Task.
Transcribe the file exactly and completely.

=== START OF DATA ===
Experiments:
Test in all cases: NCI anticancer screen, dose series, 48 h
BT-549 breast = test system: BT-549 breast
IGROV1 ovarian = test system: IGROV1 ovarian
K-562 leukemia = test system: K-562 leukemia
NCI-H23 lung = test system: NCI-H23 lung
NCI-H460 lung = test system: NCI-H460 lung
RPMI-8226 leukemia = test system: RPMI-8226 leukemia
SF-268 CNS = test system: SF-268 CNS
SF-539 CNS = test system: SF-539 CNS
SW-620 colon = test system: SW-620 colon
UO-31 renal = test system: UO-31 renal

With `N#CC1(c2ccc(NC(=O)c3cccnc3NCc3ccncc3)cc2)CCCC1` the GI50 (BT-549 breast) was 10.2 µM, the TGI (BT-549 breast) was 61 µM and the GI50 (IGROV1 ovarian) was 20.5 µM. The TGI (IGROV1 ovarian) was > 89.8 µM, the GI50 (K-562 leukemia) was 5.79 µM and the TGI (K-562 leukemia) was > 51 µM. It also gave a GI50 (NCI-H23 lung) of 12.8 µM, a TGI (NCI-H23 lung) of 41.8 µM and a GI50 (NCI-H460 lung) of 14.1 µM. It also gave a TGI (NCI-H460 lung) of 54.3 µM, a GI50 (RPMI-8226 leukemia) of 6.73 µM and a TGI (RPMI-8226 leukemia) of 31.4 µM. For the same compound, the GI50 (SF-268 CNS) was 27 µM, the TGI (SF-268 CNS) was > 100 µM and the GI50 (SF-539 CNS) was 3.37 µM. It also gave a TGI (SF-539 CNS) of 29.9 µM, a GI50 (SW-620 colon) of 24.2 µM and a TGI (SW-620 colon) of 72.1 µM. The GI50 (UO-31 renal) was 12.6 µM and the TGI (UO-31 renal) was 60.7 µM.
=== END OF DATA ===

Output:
Experiments:
Test in all cases: NCI anticancer screen, dose series, 48 h
BT-549 breast = test system: BT-549 breast
IGROV1 ovarian = test system: IGROV1 ovarian
K-562 leukemia = test system: K-562 leukemia
NCI-H23 lung = test system: NCI-H23 lung
NCI-H460 lung = test system: NCI-H460 lung
RPMI-8226 leukemia = test system: RPMI-8226 leukemia
SF-268 CNS = test system: SF-268 CNS
SF-539 CNS = test system: SF-539 CNS
SW-620 colon = test system: SW-620 colon
UO-31 renal = test system: UO-31 renal

With `N#CC1(c2ccc(NC(=O)c3cccnc3NCc3ccncc3)cc2)CCCC1` the GI50 (BT-549 breast) was 10.2 µM, the TGI (BT-549 breast) was 61 µM and the GI50 (IGROV1 ovarian) was 20.5 µM. The TGI (IGROV1 ovarian) was > 89.8 µM, the GI50 (K-562 leukemia) was 5.79 µM and the TGI (K-562 leukemia) was > 51 µM. It also gave a GI50 (NCI-H23 lung) of 12.8 µM, a TGI (NCI-H23 lung) of 41.8 µM and a GI50 (NCI-H460 lung) of 14.1 µM. It also gave a TGI (NCI-H460 lung) of 54.3 µM, a GI50 (RPMI-8226 leukemia) of 6.73 µM and a TGI (RPMI-8226 leukemia) of 31.4 µM. For the same compound, the GI50 (SF-268 CNS) was 27 µM, the TGI (SF-268 CNS) was > 100 µM and the GI50 (SF-539 CNS) was 3.37 µM. It also gave a TGI (SF-539 CNS) of 29.9 µM, a GI50 (SW-620 colon) of 24.2 µM and a TGI (SW-620 colon) of 72.1 µM. The GI50 (UO-31 renal) was 12.6 µM and the TGI (UO-31 renal) was 60.7 µM.